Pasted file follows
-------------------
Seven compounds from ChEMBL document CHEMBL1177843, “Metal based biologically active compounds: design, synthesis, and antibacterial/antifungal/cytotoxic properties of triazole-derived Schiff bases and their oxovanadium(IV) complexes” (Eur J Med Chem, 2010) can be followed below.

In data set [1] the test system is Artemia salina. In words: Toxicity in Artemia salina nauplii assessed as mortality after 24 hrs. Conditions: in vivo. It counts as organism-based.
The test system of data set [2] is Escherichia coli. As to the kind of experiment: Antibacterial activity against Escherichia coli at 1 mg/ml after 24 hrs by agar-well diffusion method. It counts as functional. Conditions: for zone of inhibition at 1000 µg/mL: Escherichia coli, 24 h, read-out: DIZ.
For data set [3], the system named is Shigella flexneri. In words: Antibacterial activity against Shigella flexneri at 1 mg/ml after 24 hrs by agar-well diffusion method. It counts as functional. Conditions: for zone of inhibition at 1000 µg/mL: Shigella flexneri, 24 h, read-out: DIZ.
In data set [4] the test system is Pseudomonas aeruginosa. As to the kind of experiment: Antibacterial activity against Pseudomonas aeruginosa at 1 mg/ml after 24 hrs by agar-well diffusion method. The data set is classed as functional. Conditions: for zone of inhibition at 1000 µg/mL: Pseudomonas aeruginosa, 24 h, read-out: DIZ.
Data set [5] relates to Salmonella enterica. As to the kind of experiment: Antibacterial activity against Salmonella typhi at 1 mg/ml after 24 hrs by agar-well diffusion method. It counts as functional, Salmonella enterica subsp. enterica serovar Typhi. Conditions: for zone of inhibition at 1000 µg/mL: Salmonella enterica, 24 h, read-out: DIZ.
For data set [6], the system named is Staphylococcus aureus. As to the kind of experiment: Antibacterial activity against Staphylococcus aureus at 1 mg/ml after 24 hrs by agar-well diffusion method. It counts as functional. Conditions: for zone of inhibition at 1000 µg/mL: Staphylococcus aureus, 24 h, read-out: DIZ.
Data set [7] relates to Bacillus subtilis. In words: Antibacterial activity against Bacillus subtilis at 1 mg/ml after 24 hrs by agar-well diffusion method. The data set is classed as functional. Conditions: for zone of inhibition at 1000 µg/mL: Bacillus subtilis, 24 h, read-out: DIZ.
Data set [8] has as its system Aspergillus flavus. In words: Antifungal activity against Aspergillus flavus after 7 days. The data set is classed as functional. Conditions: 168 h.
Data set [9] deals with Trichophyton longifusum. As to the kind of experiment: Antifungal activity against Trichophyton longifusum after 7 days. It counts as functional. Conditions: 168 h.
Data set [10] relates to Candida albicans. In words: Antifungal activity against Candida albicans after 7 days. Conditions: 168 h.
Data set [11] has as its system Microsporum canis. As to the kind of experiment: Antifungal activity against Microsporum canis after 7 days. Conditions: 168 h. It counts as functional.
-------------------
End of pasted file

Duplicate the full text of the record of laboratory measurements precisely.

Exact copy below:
Seven compounds from ChEMBL document CHEMBL1177843, “Metal based biologically active compounds: design, synthesis, and antibacterial/antifungal/cytotoxic properties of triazole-derived Schiff bases and their oxovanadium(IV) complexes” (Eur J Med Chem, 2010) can be followed below.

In data set [1] the test system is Artemia salina. In words: Toxicity in Artemia salina nauplii assessed as mortality after 24 hrs. Conditions: in vivo. It counts as organism-based.
The test system of data set [2] is Escherichia coli. As to the kind of experiment: Antibacterial activity against Escherichia coli at 1 mg/ml after 24 hrs by agar-well diffusion method. It counts as functional. Conditions: for zone of inhibition at 1000 µg/mL: Escherichia coli, 24 h, read-out: DIZ.
For data set [3], the system named is Shigella flexneri. In words: Antibacterial activity against Shigella flexneri at 1 mg/ml after 24 hrs by agar-well diffusion method. It counts as functional. Conditions: for zone of inhibition at 1000 µg/mL: Shigella flexneri, 24 h, read-out: DIZ.
In data set [4] the test system is Pseudomonas aeruginosa. As to the kind of experiment: Antibacterial activity against Pseudomonas aeruginosa at 1 mg/ml after 24 hrs by agar-well diffusion method. The data set is classed as functional. Conditions: for zone of inhibition at 1000 µg/mL: Pseudomonas aeruginosa, 24 h, read-out: DIZ.
Data set [5] relates to Salmonella enterica. As to the kind of experiment: Antibacterial activity against Salmonella typhi at 1 mg/ml after 24 hrs by agar-well diffusion method. It counts as functional, Salmonella enterica subsp. enterica serovar Typhi. Conditions: for zone of inhibition at 1000 µg/mL: Salmonella enterica, 24 h, read-out: DIZ.
For data set [6], the system named is Staphylococcus aureus. As to the kind of experiment: Antibacterial activity against Staphylococcus aureus at 1 mg/ml after 24 hrs by agar-well diffusion method. It counts as functional. Conditions: for zone of inhibition at 1000 µg/mL: Staphylococcus aureus, 24 h, read-out: DIZ.
Data set [7] relates to Bacillus subtilis. In words: Antibacterial activity against Bacillus subtilis at 1 mg/ml after 24 hrs by agar-well diffusion method. The data set is classed as functional. Conditions: for zone of inhibition at 1000 µg/mL: Bacillus subtilis, 24 h, read-out: DIZ.
Data set [8] has as its system Aspergillus flavus. In words: Antifungal activity against Aspergillus flavus after 7 days. The data set is classed as functional. Conditions: 168 h.
Data set [9] deals with Trichophyton longifusum. As to the kind of experiment: Antifungal activity against Trichophyton longifusum after 7 days. It counts as functional. Conditions: 168 h.
Data set [10] relates to Candida albicans. In words: Antifungal activity against Candida albicans after 7 days. Conditions: 168 h.
Data set [11] has as its system Microsporum canis. As to the kind of experiment: Antifungal activity against Microsporum canis after 7 days. Conditions: 168 h. It counts as functional.